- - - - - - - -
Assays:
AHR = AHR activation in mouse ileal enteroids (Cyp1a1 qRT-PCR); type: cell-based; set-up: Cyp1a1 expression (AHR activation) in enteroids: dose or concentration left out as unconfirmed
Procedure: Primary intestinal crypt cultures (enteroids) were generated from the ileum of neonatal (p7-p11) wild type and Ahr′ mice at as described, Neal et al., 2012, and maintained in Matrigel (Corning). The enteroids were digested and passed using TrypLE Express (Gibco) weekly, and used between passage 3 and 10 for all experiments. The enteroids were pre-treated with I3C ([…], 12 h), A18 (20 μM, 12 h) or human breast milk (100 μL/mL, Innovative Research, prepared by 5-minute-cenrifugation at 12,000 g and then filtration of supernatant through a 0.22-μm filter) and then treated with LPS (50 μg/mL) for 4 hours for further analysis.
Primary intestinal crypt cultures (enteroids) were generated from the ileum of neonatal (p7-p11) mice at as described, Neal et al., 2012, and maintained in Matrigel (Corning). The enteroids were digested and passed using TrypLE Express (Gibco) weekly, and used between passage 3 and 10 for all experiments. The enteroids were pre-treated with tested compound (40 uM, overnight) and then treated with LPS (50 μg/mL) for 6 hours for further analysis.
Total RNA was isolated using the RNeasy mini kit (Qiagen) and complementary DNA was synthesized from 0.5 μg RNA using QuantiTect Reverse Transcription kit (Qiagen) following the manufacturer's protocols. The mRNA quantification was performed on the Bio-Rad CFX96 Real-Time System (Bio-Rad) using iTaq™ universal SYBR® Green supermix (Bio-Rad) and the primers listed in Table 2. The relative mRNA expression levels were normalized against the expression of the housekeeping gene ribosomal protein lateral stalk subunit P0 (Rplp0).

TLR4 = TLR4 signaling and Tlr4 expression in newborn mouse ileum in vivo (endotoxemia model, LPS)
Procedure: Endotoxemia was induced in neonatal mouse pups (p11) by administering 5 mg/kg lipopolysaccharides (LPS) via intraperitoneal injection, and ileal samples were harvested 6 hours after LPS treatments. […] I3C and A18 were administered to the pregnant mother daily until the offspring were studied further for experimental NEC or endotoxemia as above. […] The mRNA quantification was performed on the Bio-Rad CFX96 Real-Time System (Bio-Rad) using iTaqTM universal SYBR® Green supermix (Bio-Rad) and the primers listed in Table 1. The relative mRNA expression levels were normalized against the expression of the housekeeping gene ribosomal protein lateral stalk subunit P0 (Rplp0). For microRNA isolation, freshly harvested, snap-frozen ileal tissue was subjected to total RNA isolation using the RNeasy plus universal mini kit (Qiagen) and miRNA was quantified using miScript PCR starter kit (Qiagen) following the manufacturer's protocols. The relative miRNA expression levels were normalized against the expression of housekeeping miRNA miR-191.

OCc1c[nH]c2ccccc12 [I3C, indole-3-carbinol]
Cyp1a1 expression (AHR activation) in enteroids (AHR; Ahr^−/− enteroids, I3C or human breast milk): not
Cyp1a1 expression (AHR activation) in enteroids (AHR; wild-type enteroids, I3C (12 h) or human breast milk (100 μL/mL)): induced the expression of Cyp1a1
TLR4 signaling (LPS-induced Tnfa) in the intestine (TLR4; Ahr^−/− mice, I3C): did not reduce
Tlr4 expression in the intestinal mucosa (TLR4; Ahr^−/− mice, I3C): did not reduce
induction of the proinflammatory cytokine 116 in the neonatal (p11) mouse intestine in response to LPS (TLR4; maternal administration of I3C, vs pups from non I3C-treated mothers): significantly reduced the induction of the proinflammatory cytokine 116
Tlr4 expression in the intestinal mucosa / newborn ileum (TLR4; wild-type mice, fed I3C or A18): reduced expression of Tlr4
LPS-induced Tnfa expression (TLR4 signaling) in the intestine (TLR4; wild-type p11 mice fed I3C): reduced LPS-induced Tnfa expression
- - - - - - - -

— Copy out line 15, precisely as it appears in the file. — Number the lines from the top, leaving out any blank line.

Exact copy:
LPS-induced Tnfa expression (TLR4 signaling) in the intestine (TLR4; wild-type p11 mice fed I3C): reduced LPS-induced Tnfa expression